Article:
Behavioral Objectives for Children

Children tend to be inattentive in their early years, which is normal behavior. Yet, it may be destructive for keeping discipline in the class since the improper behavior of one child can influence others, who would consider it acceptable. An example of such a situation is depicted in the assignment’s video. Namely, one child is not paying attention during the lesson, sitting outside the circle with others and disrupting the whole process.

Progressively, other children begin to behave similarly or become distracted because of the situation (CTE, 2021). To return the boy’s attention, the teacher calls his behavior improper and warns him that he would not be given his fish because of it. However, the measure is not practical, and the child becomes frustrated with this punishment (CTE, 2021). The first targeted behavior guideline in the case is apparently preventing children from being disruptive during lessons. Additionally, the teacher may be trying to develop the understanding of improper actions’ consequences in the child and this group of children with the example of one individual. Therefore, the targeted behavior is being attentive and responsible during a class.

For further prevention of improper behavior, the teacher should develop clear, measurable objectives. The first goal should lie in the elimination of the lack of attention demonstrations. For that, the student should pay attention to the behavior of the child during lessons. Namely, the child should be, like his classmates, listening to the lesson’s material and participating in the discussions proposed by the teacher. An acceptable period for developing such behavior is around 30 days. Thus, the most proper objective would be that the student will sit peacefully when the teacher conducts a lesson without aggressive outbreaks and disruptive actions in 30 days.

The other objective concerns a broader behavioral change not only in one child but the whole group of students. The children should be put in situations when the teachers make statements about the link between their actions and future events. They will be asked questions about their understanding of such correlations. The possible deadline for teaching them this kind of behavior may be about 60 days. Hence, the second objective is for the group of students will understand the consequences of their inappropriate behavior by answering the questions about it while being asked by the teacher in 60 days.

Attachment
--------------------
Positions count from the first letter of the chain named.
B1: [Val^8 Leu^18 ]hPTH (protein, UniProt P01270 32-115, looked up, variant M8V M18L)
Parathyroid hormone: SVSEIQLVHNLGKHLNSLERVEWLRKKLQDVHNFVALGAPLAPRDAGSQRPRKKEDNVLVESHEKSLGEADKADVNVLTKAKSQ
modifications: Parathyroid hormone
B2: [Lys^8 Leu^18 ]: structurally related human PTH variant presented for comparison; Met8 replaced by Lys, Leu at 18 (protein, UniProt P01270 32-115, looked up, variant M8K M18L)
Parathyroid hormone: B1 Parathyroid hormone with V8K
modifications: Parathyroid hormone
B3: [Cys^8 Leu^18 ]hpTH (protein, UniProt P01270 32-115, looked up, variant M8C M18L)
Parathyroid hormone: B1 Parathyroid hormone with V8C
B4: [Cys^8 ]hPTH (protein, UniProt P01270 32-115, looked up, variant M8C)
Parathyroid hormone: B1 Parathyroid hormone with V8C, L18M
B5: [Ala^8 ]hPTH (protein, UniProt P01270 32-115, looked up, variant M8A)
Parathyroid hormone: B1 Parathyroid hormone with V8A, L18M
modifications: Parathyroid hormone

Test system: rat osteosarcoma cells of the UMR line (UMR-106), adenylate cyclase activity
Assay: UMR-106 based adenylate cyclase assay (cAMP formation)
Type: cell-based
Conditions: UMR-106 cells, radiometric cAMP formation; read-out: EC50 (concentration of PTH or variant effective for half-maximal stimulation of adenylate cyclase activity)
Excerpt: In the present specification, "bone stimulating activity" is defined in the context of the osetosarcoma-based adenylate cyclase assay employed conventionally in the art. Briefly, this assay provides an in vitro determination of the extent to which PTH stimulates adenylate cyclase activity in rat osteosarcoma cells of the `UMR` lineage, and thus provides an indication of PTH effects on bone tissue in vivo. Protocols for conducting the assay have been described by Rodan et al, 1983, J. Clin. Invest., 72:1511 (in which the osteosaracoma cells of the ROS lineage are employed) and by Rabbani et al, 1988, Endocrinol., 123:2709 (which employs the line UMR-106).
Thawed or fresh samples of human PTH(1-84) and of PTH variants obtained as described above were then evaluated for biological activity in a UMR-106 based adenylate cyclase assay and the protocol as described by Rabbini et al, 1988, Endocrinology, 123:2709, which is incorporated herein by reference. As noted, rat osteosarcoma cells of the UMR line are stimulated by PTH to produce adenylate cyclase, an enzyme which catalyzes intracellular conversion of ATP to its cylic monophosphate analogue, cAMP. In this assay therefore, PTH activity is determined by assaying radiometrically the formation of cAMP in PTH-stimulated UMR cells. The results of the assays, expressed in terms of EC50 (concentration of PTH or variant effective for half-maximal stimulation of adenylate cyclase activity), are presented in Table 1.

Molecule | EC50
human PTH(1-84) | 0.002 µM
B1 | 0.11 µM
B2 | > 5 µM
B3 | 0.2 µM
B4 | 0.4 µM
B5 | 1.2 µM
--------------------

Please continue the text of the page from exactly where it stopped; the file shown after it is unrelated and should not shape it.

Both objectives should be achievable and the result measurable and constantly evaluated. The first goal would require a special teacher’s participation in data collection procedures. These procedures involve several actions which are simple to maintain. The teacher should describe what actions of hers and what lessons produced the inattentive behavior in the boy. Also, she should record the minutes of distracted behavior, which would be slowly reduced, as well as the number of her questions answered by the individual. In turn, such measures would be demonstrative of changes in the targeted behavior.

The second objective needs even more attention and effort from the teacher. For recording changes and evaluating the results, she should describe the situations when she is talking about the consequences. Further, she is to ask the children about similar situations and their possible consequences. Next, she should record their answers and sort them as correct and incorrect. This would serve the purpose of quantitative measurement of the emerging changes in the behavior of the children.


CTE. (2021). Running out of the class. Vimeo. Web.

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ChalkyPapers. "Behavioral Objectives for Children." September 10, 2022.